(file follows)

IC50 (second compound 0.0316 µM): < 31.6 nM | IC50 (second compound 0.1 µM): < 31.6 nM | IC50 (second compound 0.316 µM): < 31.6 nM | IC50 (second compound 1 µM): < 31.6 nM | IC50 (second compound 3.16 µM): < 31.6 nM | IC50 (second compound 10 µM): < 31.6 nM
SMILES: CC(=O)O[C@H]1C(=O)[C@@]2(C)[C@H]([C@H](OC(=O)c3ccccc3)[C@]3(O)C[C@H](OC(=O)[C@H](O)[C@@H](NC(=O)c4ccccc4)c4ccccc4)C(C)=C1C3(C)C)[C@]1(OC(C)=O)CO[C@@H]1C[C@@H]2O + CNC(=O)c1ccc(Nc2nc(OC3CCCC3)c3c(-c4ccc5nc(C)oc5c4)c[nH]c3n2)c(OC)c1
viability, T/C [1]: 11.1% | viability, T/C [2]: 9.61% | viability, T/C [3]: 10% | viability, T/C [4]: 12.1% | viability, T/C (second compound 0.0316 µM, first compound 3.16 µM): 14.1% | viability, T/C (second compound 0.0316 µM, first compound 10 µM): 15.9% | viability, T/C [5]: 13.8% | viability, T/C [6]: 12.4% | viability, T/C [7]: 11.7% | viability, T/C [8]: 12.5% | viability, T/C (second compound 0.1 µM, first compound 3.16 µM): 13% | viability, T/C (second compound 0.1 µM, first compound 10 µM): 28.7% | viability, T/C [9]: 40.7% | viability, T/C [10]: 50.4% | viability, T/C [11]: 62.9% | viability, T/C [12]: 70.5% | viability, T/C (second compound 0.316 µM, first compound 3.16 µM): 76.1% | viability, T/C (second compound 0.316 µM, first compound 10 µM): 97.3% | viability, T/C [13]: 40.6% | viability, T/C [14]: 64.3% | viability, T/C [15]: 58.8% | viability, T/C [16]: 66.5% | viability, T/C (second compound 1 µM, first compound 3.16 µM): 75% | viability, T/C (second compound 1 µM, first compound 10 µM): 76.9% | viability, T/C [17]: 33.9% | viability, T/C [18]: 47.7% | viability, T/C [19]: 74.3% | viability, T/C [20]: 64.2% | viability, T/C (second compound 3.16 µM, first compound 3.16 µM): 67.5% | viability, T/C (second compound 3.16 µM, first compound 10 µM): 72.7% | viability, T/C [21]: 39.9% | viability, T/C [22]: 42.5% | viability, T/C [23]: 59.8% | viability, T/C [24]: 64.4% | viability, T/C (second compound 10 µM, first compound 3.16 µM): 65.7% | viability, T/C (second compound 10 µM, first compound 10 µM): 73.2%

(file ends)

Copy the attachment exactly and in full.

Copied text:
IC50 (second compound 0.0316 µM): < 31.6 nM | IC50 (second compound 0.1 µM): < 31.6 nM | IC50 (second compound 0.316 µM): < 31.6 nM | IC50 (second compound 1 µM): < 31.6 nM | IC50 (second compound 3.16 µM): < 31.6 nM | IC50 (second compound 10 µM): < 31.6 nM
SMILES: CC(=O)O[C@H]1C(=O)[C@@]2(C)[C@H]([C@H](OC(=O)c3ccccc3)[C@]3(O)C[C@H](OC(=O)[C@H](O)[C@@H](NC(=O)c4ccccc4)c4ccccc4)C(C)=C1C3(C)C)[C@]1(OC(C)=O)CO[C@@H]1C[C@@H]2O + CNC(=O)c1ccc(Nc2nc(OC3CCCC3)c3c(-c4ccc5nc(C)oc5c4)c[nH]c3n2)c(OC)c1
viability, T/C [1]: 11.1% | viability, T/C [2]: 9.61% | viability, T/C [3]: 10% | viability, T/C [4]: 12.1% | viability, T/C (second compound 0.0316 µM, first compound 3.16 µM): 14.1% | viability, T/C (second compound 0.0316 µM, first compound 10 µM): 15.9% | viability, T/C [5]: 13.8% | viability, T/C [6]: 12.4% | viability, T/C [7]: 11.7% | viability, T/C [8]: 12.5% | viability, T/C (second compound 0.1 µM, first compound 3.16 µM): 13% | viability, T/C (second compound 0.1 µM, first compound 10 µM): 28.7% | viability, T/C [9]: 40.7% | viability, T/C [10]: 50.4% | viability, T/C [11]: 62.9% | viability, T/C [12]: 70.5% | viability, T/C (second compound 0.316 µM, first compound 3.16 µM): 76.1% | viability, T/C (second compound 0.316 µM, first compound 10 µM): 97.3% | viability, T/C [13]: 40.6% | viability, T/C [14]: 64.3% | viability, T/C [15]: 58.8% | viability, T/C [16]: 66.5% | viability, T/C (second compound 1 µM, first compound 3.16 µM): 75% | viability, T/C (second compound 1 µM, first compound 10 µM): 76.9% | viability, T/C [17]: 33.9% | viability, T/C [18]: 47.7% | viability, T/C [19]: 74.3% | viability, T/C [20]: 64.2% | viability, T/C (second compound 3.16 µM, first compound 3.16 µM): 67.5% | viability, T/C (second compound 3.16 µM, first compound 10 µM): 72.7% | viability, T/C [21]: 39.9% | viability, T/C [22]: 42.5% | viability, T/C [23]: 59.8% | viability, T/C [24]: 64.4% | viability, T/C (second compound 10 µM, first compound 3.16 µM): 65.7% | viability, T/C (second compound 10 µM, first compound 10 µM): 73.2%